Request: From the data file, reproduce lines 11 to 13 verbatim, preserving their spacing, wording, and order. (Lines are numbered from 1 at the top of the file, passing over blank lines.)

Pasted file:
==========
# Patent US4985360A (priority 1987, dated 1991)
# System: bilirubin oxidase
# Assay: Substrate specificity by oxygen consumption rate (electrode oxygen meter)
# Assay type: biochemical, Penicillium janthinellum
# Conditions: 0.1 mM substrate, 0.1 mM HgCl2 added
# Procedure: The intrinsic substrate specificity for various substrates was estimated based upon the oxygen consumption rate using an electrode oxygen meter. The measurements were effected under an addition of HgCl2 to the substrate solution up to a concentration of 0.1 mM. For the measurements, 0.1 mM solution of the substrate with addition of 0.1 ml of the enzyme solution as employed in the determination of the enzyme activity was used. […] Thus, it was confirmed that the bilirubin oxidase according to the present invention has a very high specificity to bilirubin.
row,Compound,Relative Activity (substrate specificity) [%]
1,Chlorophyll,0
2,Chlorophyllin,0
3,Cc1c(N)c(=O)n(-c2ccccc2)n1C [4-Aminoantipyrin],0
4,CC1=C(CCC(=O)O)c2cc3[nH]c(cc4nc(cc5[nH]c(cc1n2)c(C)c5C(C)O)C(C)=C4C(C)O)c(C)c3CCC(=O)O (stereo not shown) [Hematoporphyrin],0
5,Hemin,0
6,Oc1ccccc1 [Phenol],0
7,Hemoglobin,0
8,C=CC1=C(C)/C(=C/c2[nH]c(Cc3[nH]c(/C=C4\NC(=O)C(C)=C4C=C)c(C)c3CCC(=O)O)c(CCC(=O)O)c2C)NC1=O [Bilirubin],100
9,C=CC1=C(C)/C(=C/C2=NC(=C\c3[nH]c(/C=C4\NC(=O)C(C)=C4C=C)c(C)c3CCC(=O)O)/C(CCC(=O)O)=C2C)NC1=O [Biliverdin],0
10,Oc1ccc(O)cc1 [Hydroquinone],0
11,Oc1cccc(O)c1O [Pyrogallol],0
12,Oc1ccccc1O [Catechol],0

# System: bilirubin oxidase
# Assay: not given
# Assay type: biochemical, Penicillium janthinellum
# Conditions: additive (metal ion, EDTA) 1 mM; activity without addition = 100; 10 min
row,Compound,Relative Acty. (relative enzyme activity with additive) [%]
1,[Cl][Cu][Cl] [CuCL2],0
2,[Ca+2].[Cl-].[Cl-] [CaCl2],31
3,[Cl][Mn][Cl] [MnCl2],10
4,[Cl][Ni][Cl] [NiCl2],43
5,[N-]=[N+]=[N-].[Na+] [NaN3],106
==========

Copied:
4,CC1=C(CCC(=O)O)c2cc3[nH]c(cc4nc(cc5[nH]c(cc1n2)c(C)c5C(C)O)C(C)=C4C(C)O)c(C)c3CCC(=O)O (stereo not shown) [Hematoporphyrin],0
5,Hemin,0
6,Oc1ccccc1 [Phenol],0